I loved/hated this race last year, and it was a great prep-race/test race for Rotorua. In fact, the bike leg was a pretty accurate prediction of 2nd-half-of-race pace for me, Phil, the Saint and Sub6 (the masochist who did the brutal bike leg in his own time)! Sub 3:15 would be a nearly-10 minute improvement on last year (I will really need to find an easier course to get myself a respectable Olympic Distance time!)

I'll leave sharing my A-race goals until I've completed all of these. 73 days out, I think I'm in much better shape than last year, but I have a long, long way to go yet.

Sunday, October 04, 2009

A wet and wow weekend!

Wow! 6 1/2 hours of training this weekend. 70 miles travelled. 3500 calories burnt.

May be common place for some, but I can't think of the last time I did that much "proper" training (there was my epic weekend of mountain biking a couple of months ago, but the MTBing doesn't count).

On Saturday we tackled the Waitaks again.

We rode up to Titirangi, as usual, then split up for Scenic Drive. I don't believe in training PBs, but it's been driving me crazy that no matter the conditions, no matter how strong and fantastic I feel, I ALWAYS get to Parkinson's lookout in 1:28:xx. So a training PB of 1:26:47 while unimpressive was most satisfactory!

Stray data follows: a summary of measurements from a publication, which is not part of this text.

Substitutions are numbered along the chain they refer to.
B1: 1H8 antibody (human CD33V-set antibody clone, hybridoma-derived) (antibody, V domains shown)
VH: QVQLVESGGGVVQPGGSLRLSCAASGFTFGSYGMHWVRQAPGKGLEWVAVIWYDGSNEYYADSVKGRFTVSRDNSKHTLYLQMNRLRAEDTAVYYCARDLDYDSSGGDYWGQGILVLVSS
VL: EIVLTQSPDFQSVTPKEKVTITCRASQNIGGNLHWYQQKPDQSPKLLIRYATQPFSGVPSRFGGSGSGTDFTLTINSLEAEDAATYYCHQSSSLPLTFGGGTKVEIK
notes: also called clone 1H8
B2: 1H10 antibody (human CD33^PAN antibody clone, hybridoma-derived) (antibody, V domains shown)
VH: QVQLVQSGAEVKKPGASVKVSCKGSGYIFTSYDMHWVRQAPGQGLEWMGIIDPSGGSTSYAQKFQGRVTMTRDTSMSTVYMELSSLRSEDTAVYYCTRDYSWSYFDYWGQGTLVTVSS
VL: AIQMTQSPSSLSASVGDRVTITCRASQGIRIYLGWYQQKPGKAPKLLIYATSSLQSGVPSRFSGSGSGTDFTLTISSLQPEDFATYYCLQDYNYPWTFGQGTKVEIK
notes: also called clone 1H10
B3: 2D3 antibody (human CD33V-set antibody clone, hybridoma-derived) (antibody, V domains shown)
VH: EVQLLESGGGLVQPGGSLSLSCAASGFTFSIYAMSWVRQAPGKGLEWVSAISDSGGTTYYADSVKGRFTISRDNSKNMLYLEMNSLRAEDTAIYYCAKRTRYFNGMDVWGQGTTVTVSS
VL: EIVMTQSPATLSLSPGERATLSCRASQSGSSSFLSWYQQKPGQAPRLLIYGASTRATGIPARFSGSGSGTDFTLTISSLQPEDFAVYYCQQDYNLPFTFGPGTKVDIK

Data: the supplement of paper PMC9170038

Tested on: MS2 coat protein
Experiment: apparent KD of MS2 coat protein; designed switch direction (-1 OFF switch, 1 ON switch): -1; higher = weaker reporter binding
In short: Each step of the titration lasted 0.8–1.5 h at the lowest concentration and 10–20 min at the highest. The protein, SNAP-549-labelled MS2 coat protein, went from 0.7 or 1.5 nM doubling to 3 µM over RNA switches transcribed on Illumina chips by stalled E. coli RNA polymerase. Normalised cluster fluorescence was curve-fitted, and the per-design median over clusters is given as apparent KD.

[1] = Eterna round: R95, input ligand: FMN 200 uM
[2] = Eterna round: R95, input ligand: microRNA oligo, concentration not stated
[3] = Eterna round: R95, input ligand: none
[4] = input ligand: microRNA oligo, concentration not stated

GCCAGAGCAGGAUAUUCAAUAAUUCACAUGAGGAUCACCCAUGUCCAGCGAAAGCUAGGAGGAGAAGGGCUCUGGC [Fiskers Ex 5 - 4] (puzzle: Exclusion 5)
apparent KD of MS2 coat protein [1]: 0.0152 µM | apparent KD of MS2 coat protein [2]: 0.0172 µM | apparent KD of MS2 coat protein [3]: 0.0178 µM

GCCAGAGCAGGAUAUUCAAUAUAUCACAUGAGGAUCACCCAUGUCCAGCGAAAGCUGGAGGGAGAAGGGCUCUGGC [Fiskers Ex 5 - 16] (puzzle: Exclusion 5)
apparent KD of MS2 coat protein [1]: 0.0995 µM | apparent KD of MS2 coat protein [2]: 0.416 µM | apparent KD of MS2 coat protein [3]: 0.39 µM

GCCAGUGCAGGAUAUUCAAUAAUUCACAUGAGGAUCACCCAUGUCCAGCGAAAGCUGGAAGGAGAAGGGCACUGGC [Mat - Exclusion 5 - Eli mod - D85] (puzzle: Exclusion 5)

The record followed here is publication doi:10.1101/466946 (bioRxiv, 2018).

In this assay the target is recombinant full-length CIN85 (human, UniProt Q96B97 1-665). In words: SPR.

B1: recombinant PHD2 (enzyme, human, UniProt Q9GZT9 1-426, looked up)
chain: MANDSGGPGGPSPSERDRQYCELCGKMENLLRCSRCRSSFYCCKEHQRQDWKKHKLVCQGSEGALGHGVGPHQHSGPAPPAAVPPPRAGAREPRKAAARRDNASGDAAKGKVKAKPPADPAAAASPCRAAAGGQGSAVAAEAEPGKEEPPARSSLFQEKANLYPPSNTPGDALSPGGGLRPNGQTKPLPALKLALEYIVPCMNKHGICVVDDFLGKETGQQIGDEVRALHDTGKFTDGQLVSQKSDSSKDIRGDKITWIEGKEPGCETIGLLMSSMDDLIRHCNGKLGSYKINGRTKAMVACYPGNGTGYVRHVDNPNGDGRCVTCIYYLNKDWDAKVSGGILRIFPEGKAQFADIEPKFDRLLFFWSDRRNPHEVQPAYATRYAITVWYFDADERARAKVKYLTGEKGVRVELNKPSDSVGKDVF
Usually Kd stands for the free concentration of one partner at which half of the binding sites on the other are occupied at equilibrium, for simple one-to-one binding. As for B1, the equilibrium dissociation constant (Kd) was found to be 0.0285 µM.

The loop takes about 3:20, so instead of coming back into town and killing time on Treacherous Tamaki, we explored Swanson instead. We had vague plans of riding up Carters, doing the summit again, and then heading back, but we never made it to Carters. Thank god- Carters is a bitch of a climb (the biggie from Arthurs Half), and the trip to the summit is the climb from about the 15 mile mark to the 18 mile mark on the graph above! No ta.

I felt pretty good on the way home, and Phil's average and normalised power were higher than last time, so I suspect I did better too.

After chilling and wandering for a few hours, we set out for workout number 2, a 1 hour run. I've been struggling with my tummy on our weekend runs recently. I think the Auckland weather has something to do with it- I cannot abide humidity! So, I'm pretty happy with 6ish minute ks at a truly aerobic AHR of 144.

This morning we headed out for a 1:30 run, including the usual 20 minute E2 effort. The plan was to run out around the bays for 25 minutes, do our intervals, then head into the Domain to see the ducklings.

Legs were knackered, and weather was abysmal (again).

Here you can see me starting slow, running fast for my 20 minutes, then slowing waaaaay down as we climbed Lovers' Walk, then the Garmin going mental as we ran back down along K Rd, dodged people in Edwardian costumes on Grafton Bridge and stopped at dozens of (well, several) street lights.

Not a bad run, all in all. Amazing how much easier it is to keep AHR in the aerobic happy-place when your legs are stuffed from 5 hours the previous day :)

Now, after an afternoon of coffee and Marian Keyes and a wee doze, it's time to get some DVDs, do some chores and get ready for the next training plan...